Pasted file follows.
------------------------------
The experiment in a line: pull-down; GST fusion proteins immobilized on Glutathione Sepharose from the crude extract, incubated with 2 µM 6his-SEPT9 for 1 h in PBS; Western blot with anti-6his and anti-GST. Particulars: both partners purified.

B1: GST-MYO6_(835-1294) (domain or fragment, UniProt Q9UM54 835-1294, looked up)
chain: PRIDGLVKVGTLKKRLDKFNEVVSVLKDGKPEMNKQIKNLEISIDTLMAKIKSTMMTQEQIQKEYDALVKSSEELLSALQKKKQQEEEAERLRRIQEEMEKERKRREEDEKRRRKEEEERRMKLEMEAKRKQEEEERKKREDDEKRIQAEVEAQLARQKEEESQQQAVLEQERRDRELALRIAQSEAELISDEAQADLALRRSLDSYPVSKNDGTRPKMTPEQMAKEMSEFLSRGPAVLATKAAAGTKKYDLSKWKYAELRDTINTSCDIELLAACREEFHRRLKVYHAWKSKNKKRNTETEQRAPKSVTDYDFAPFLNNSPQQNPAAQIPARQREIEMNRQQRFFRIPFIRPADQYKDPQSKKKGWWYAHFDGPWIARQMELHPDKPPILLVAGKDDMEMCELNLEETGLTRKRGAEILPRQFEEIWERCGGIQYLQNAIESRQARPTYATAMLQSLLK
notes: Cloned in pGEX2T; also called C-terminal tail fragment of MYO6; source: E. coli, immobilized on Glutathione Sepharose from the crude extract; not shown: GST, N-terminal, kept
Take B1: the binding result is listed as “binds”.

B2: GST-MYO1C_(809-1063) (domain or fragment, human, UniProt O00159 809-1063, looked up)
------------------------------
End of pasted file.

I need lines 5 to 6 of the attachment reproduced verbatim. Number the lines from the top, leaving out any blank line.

Take B1: the binding result is listed as “binds”.

B2: GST-MYO1C_(809-1063) (domain or fragment, human, UniProt O00159 809-1063, looked up)